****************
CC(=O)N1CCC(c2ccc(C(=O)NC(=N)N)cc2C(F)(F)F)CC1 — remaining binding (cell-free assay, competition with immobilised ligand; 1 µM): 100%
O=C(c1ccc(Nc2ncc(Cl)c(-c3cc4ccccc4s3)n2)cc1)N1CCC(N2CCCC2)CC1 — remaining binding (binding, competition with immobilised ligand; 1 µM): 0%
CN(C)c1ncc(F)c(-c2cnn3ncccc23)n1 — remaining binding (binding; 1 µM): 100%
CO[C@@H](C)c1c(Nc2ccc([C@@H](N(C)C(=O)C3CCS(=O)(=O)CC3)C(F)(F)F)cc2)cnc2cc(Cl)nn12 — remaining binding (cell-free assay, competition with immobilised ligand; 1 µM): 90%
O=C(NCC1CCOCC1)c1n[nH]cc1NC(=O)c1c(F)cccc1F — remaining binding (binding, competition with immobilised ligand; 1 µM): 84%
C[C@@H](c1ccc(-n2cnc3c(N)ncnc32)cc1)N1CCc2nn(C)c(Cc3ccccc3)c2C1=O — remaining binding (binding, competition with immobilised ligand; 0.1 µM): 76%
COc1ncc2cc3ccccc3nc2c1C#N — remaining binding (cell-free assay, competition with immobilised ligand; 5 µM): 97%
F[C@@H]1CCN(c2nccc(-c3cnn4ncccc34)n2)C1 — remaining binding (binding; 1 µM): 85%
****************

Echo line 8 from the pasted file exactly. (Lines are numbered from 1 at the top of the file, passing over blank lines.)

F[C@@H]1CCN(c2nccc(-c3cnn4ncccc34)n2)C1 — remaining binding (binding; 1 µM): 85%